Kellett Mid-Career Awards honor 10 UW-Madison professors
Ten noteworthy University of Wisconsin–Madison faculty members have been named Kellett Mid-Career Award winners this year.
The award recognizes outstanding faculty who are seven to 20 years past their first promotion to a tenured position. Each year, the Graduate School chooses winners from among departmental, Ph.D. major program unit or interdepartmental group nominees. A faculty member can only be awarded once.
Supported by the Wisconsin Alumni Research Foundation, the Kellett Award provides $60,000 of research funding to faculty members at a critical stage of their careers. It was named for William R. Kellett, a former president of the WARF board of trustees and retired president of Kimberly-Clark Corp.
This year’s Kellett Award winners are:
Guang-Hong Chen, professor of radiology and medical physics, who is the director of the UW Computerized Tomography Lab. Under his leadership, the CT Lab has published five peer-reviewed articles each year and more than 10 peer-reviewed proceedings annually. His research interests include phase-contrast imaging, clinical perfusions measurements and 4D cone beam computed tomography.
Anthony Ives, professor of zoology, a community ecology and population biologist with interests in evolution and behavior. He received a Robert H. MacArthur mid-career award from the Ecological Society of America in 2012 and was elected to the American Academy of Arts and Sciences in 2013. He studies interspecies interactions, applying theoretical models to real-world situations, and has researched everything from the population dynamics of Icelandic lake midges to predator-prey relationships between Wisconsin pea aphids and their parasitoids.
Shigeki Miyamoto, professor of oncology, who studies what happens when cells stop communicating effectively and how it leads to cancer. He is interested in a particular cell signaling molecule and the role it plays in nuclear stress, cancer cell growth and anticancer drug evasion. He was named an H.I. Romnes Faculty Fellow in 2005.
Robert Asen, professor of rhetoric, politics and culture in the Department of Communication Arts, who is interested in discourse and how it’s used to promote justice as well as to promulgate oppression. His work touches public policy, politics, economics and cultural studies and in 2013 he was named a Vilas Associate.
Anthony Di Sanza, who is professor of percussion and percussion area chair in the Department of Music, He is an internationally recognized performer and educator and has appeared as a visiting artist at more than 35 colleges, university and conservatories in North America, Europe and Asia. He is currently principal percussionist with the Madison Symphony Orchestra.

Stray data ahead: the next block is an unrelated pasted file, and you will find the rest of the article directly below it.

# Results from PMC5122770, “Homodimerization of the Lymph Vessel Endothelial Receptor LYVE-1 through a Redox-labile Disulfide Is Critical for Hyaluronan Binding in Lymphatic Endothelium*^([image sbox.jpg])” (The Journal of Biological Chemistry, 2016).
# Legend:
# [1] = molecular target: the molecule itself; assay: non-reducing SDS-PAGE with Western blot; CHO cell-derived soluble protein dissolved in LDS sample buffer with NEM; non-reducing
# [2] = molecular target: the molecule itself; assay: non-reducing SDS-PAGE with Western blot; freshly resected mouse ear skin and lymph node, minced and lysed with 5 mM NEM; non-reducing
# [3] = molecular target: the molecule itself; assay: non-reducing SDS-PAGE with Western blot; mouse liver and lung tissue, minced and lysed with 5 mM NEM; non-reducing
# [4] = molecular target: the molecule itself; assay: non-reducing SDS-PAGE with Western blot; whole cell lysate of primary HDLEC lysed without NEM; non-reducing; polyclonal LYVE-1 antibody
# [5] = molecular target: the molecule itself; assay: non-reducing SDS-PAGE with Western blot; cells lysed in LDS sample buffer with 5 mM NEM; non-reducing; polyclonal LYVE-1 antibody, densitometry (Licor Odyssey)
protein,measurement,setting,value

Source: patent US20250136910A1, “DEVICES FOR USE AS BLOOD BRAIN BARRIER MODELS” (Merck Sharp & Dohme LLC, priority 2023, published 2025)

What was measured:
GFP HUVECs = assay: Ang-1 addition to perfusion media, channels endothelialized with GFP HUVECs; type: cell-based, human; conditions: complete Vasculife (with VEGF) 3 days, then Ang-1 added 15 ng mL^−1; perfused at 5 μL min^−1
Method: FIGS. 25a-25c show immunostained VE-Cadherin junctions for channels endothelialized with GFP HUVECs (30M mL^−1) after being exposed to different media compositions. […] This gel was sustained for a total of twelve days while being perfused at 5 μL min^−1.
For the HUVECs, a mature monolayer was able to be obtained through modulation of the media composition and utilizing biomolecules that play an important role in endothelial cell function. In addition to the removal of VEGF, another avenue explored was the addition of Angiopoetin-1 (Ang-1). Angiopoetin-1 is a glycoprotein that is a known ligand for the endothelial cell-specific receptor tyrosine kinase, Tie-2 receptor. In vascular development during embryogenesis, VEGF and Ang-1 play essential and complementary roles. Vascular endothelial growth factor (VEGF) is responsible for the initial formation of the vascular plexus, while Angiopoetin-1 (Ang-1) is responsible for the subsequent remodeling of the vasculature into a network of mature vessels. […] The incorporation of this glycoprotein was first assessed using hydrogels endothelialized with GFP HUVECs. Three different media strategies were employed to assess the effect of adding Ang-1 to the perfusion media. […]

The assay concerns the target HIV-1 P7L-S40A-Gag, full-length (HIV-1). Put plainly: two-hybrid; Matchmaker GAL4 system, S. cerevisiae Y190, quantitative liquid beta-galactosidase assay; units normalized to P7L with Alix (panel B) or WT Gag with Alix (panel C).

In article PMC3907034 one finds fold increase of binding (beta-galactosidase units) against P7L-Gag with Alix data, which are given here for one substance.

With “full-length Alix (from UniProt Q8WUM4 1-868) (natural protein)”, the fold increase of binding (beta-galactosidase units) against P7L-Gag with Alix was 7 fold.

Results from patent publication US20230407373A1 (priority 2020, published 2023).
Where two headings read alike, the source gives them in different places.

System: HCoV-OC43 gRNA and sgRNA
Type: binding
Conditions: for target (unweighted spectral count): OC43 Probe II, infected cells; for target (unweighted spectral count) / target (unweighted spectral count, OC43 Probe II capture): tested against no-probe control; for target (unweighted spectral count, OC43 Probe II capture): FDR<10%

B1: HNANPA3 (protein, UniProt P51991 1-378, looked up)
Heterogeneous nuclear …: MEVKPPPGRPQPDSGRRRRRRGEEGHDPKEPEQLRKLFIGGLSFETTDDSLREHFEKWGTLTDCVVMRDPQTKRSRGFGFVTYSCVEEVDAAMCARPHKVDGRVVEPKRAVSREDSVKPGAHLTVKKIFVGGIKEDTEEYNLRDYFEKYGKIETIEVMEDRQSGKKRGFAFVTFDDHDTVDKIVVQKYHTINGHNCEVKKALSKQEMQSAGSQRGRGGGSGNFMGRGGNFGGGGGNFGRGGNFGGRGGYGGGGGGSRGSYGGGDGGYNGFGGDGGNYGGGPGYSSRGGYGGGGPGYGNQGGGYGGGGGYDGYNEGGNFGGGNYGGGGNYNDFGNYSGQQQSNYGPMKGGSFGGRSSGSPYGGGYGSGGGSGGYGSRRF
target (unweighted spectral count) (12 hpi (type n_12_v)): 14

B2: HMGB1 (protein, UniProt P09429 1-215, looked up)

Russ Shafer-Landau, professor and chair in the department of philosophy, who focuses on the study of morality and its status, rather than what constitutes it. He founded the annual Wisconsin Metaethics Workshop and has authored several books. He also edits the book, Oxford Studies in Metaethics, and runs the Marc Sanders Prize in Metaethics.
Manos Mavrikakis, professor of chemical and biological engineering, who is interested in the elucidation of detailed reaction mechanisms for heterogeneously catalyzed reactions and the identification of improved catalytic materials from first-principles. According to Thomson-Reuters, Manos was one of the top 100 chemists for the 2000-2010 decade and received the 2009 Paul H. Emmett Award in Fundamental Catalysis from the North American Catalysis Society.
Robert Nowak, who is McFarland-Bascom professor of electrical and computer engineering and studies machine learning, learning graphs and networks, and sparsity and active learning. He is a Fellow at the Wisconsin Institute for Discovery and co-organizer of the weekly Systems, Information, Learning and Optimization (SILO) research group seminar.
Travis Pickering, professor of biological anthropology, who studies early Stone Age artifacts from Swartkrans, an Early Pleistocene hominid site in South Africa that yields some of the earliest evidence of human-controlled fire. His current work is focused on understanding the ecology of Swartkrans and the role hominids played 1.8 million years ago. He is also director of the Swartkrans Paleoanthropological Research Project and instructor in the Swartkrans Paleoanthropology Field School.
Dietram Scheufele, John E. Ross professor in the department of life sciences communication, who is currently focused on the impact of social media and other new forms of communication. He is one of the top most-cited communications researchers in the world, an elected fellow of the American Association for the Advancement of Science and an honorary professor of communication at the Dresden University of Technology in Germany.